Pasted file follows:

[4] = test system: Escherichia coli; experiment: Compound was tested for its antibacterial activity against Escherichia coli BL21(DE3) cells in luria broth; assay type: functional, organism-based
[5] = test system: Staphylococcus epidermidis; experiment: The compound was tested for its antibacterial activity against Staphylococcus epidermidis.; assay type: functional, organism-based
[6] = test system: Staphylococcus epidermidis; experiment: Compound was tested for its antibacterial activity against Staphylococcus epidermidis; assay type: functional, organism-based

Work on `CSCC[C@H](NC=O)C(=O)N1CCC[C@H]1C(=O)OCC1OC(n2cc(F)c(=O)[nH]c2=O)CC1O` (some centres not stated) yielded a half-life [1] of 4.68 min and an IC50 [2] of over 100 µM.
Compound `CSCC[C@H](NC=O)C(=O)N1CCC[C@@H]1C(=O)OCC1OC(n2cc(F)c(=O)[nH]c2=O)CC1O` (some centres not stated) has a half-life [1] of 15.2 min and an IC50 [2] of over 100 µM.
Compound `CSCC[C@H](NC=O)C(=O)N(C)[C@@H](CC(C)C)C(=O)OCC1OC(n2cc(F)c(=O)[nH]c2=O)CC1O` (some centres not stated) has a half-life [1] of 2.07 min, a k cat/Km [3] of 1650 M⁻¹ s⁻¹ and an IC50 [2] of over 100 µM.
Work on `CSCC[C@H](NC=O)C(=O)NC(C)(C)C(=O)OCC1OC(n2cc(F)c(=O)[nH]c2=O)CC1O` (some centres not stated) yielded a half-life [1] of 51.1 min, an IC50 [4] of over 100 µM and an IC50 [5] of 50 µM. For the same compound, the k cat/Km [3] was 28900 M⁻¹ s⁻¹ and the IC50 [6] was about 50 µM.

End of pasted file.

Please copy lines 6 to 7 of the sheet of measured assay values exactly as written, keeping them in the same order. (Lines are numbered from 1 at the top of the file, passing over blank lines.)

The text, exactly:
Compound `CSCC[C@H](NC=O)C(=O)N(C)[C@@H](CC(C)C)C(=O)OCC1OC(n2cc(F)c(=O)[nH]c2=O)CC1O` (some centres not stated) has a half-life [1] of 2.07 min, a k cat/Km [3] of 1650 M⁻¹ s⁻¹ and an IC50 [2] of over 100 µM.
Work on `CSCC[C@H](NC=O)C(=O)NC(C)(C)C(=O)OCC1OC(n2cc(F)c(=O)[nH]c2=O)CC1O` (some centres not stated) yielded a half-life [1] of 51.1 min, an IC50 [4] of over 100 µM and an IC50 [5] of 50 µM. For the same compound, the k cat/Km [3] was 28900 M⁻¹ s⁻¹ and the IC50 [6] was about 50 µM.